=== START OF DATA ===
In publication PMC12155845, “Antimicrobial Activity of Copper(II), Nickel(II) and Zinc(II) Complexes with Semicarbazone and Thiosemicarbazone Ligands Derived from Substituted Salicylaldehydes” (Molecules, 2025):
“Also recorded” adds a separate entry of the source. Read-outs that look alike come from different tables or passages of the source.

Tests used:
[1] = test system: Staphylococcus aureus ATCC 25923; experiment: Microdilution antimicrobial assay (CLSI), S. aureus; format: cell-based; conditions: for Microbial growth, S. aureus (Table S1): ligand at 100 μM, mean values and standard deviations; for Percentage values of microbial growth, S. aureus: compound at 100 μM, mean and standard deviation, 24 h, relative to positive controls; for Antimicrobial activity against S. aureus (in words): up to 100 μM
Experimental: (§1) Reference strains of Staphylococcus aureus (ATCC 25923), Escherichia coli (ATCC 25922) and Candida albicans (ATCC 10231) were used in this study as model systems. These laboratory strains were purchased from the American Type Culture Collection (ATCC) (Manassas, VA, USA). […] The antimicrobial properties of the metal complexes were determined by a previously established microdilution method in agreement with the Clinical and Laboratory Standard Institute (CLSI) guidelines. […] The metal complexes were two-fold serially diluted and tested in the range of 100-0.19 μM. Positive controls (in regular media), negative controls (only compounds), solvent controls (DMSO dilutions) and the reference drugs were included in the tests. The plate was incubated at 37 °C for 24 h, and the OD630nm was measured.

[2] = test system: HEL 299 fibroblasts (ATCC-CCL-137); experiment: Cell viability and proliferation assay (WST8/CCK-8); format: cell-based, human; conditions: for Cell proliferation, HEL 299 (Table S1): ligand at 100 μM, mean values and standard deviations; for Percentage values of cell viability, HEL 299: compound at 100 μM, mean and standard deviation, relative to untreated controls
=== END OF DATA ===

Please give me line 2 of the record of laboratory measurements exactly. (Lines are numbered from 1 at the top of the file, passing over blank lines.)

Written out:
“Also recorded” adds a separate entry of the source. Read-outs that look alike come from different tables or passages of the source.